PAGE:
Cuts to Social Security? What Obama is proposing.
In an effort to reach a bipartisan agreement to reduce federal deficits, President Obama is backing a change in the inflation formula used to calculate adjustments in Social Security benefits.
President Obama is embracing some controversial entitlement reforms in an effort to reach a bipartisan agreement to reduce federal deficits.Skip to next paragraph
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Most politically combustible: He’s backing the idea of changing the inflation formula used to calculate annual adjustments in Social Security benefits, in a manner that would save federal dollars and be less generous to seniors.
That’s the word that emerged Friday about the president’s budget proposal, which is set to be released on April 10.
The Social Security idea, called the chained consumer price index or "chained CPI," isn't new. Obama has floated it before, as have bipartisan groups seeking ways to curb a risky buildup of national debt.
Economists say using the new formula might mean Social Security checks would go up by about 0.3 percentage points less per year.
It sounds like a little, but the latest news sparked immediate and vigorous push-back from groups seeking to hold the line against entitlement cuts.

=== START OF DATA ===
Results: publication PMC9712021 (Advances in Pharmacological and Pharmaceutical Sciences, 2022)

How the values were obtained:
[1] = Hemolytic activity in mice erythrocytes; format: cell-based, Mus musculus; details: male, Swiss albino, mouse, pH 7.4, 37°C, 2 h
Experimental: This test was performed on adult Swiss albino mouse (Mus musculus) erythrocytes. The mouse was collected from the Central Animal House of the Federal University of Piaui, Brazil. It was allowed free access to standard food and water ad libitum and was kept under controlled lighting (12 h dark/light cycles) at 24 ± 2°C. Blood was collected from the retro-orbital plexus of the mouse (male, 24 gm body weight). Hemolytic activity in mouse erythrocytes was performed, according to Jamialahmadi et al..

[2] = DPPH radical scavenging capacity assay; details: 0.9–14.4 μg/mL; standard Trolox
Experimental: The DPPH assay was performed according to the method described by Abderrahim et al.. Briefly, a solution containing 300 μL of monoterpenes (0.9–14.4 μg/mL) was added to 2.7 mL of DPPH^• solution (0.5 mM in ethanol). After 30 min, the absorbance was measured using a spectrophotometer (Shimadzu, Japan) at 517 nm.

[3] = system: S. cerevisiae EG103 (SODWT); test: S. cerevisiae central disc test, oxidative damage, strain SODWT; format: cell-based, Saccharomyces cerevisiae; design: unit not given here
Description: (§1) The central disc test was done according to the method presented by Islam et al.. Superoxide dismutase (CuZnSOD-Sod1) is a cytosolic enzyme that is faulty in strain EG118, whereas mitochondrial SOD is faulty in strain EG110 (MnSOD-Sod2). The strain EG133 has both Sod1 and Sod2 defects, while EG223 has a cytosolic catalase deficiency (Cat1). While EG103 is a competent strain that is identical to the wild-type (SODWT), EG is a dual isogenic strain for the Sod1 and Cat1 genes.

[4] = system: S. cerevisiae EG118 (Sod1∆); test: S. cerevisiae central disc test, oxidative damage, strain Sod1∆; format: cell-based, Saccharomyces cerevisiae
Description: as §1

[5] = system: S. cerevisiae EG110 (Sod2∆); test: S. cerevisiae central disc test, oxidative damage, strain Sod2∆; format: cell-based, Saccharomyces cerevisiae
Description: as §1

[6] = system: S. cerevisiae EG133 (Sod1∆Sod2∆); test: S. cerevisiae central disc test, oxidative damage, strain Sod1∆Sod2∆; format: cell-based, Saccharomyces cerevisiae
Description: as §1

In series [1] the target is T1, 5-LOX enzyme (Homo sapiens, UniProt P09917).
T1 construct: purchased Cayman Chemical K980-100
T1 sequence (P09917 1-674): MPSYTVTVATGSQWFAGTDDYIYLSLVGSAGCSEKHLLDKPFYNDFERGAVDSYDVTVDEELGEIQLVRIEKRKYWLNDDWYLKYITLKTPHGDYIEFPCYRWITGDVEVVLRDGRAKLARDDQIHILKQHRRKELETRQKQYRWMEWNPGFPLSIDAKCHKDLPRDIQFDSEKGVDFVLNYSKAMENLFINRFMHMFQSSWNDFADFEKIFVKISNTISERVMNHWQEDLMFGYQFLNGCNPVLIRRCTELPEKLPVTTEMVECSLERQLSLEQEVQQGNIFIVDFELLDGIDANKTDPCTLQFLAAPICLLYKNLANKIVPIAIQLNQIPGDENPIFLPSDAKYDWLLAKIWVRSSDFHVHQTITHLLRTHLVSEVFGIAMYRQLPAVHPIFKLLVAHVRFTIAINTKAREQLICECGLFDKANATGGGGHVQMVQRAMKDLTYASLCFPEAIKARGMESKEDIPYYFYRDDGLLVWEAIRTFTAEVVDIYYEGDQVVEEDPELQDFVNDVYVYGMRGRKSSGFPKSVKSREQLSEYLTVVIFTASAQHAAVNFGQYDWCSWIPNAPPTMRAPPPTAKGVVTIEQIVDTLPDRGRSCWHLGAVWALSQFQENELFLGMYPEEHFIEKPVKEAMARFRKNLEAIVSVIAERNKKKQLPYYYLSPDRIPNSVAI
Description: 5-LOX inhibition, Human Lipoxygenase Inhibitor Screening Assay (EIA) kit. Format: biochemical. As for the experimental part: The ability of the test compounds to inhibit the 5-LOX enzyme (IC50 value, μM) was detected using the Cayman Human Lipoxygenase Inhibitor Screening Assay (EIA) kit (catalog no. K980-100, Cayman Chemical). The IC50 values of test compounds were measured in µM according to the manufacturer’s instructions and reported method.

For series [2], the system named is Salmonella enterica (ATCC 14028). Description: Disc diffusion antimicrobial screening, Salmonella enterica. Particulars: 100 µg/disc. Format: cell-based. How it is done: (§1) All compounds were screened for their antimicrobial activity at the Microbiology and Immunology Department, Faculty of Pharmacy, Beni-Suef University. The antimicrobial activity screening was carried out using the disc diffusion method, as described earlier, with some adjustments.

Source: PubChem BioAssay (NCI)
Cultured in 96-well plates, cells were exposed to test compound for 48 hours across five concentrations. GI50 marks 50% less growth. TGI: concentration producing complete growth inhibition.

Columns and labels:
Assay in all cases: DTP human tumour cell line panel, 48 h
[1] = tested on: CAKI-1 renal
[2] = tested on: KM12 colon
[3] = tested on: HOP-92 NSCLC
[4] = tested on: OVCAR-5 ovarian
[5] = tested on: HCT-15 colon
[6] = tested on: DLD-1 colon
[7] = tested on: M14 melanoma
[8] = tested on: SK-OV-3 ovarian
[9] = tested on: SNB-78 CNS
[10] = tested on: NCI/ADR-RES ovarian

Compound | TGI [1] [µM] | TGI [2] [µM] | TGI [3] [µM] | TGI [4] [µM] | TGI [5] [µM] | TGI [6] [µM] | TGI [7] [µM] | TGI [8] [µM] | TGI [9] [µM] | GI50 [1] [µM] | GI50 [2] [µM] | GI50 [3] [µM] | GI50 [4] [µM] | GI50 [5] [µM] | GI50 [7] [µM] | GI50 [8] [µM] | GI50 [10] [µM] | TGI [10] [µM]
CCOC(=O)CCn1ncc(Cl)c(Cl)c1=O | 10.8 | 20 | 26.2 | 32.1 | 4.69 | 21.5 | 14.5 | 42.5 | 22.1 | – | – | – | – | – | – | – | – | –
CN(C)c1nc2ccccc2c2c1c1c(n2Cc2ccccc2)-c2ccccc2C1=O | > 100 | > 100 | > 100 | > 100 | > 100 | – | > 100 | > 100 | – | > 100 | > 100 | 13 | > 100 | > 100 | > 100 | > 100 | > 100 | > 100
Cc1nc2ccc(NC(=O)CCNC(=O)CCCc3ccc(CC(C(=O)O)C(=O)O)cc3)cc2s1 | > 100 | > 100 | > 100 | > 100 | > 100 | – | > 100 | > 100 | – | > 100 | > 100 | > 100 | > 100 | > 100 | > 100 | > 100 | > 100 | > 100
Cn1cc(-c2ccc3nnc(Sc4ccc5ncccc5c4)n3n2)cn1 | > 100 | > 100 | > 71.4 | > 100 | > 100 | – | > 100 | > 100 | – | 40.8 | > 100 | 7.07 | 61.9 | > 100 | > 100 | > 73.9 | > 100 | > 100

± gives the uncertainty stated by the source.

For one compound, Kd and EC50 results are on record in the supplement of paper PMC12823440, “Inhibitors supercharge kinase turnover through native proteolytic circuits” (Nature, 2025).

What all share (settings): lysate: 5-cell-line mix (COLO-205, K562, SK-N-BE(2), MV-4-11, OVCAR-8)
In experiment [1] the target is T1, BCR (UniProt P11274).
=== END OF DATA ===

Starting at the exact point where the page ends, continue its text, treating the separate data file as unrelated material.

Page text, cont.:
“The American people are overwhelmingly opposed to cutting Social Security benefits, and if Democrats don't want to go down in history as the party that destroyed one of the greatest social programs of all time, they need to stand up and unambiguously reject the president's proposed cuts,” said Becky Bond of CREDO, a progressive political action group, in a statement by e-mail Friday.
Sen. Jeff Merkley (D) of Oregon pounced on the idea in a comment via Twitter: “The formula we use to adjust cost-of-living changes for seniors needs to reflect the real costs they face, not the budgetary fantasies of D.C.,” he said.
"The offer that the president made to Speaker Boehner and which is incorporated in the president's budget is not the president's ideal approach to our budget challenges, but it is a serious compromise proposition that demonstrates that he wants to get things done," Mr. Carney said. He added that Obama "believes that we in Washington ought to do the business of the American people by coming together and finding common ground."
So, what is this “chained CPI” idea all about, and would it gut Social Security or help make the program solvent for future generations?
Here’s a primer on the debate:
Since 2002, the US Bureau of Labor Statistics, which measures official inflation using its consumer price index (CPI), has released an alternative inflation calculation called the chained CPI.
The alternative measure tends to find smaller changes in consumer prices, because it contains extra adjustments for the way consumers might substitute one good or service for another.